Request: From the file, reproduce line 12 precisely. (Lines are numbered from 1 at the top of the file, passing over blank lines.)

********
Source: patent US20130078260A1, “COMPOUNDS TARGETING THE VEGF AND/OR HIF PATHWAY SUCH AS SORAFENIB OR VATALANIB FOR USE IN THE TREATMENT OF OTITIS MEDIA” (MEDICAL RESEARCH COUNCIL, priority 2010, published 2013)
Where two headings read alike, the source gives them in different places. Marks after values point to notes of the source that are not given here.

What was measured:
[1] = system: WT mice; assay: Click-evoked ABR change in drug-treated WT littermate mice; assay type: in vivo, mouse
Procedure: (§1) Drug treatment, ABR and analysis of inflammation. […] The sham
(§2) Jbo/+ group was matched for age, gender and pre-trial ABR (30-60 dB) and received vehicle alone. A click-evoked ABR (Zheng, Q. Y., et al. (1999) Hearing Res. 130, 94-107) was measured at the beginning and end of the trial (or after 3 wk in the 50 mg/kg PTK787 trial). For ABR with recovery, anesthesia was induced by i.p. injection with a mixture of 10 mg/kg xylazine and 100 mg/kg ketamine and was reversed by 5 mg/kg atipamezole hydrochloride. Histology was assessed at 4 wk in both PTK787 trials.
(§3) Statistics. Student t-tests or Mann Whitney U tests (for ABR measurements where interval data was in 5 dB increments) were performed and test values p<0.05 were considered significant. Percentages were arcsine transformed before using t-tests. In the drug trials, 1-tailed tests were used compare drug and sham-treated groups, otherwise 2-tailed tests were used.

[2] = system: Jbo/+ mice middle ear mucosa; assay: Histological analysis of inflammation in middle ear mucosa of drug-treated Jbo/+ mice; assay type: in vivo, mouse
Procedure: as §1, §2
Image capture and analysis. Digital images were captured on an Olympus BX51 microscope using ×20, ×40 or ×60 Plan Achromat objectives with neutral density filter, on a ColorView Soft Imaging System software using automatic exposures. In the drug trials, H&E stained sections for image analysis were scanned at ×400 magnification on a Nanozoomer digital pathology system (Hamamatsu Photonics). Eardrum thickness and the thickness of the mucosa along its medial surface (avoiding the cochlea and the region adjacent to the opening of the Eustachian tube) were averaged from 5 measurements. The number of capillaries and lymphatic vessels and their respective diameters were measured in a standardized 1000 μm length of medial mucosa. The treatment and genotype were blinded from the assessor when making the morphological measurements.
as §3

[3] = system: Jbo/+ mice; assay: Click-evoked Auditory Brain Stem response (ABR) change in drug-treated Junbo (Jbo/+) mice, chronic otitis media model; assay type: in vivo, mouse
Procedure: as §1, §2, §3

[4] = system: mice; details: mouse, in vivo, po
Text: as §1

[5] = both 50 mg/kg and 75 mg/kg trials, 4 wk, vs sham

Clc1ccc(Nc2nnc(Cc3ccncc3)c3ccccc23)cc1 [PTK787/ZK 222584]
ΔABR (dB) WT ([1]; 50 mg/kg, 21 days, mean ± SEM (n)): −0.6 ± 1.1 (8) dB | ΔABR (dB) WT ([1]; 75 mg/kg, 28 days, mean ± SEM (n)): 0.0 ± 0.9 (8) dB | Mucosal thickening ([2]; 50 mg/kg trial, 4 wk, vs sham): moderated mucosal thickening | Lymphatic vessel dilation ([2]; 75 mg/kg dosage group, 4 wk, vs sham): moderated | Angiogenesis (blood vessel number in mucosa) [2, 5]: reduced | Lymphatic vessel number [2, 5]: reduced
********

[3] = system: Jbo/+ mice; assay: Click-evoked Auditory Brain Stem response (ABR) change in drug-treated Junbo (Jbo/+) mice, chronic otitis media model; assay type: in vivo, mouse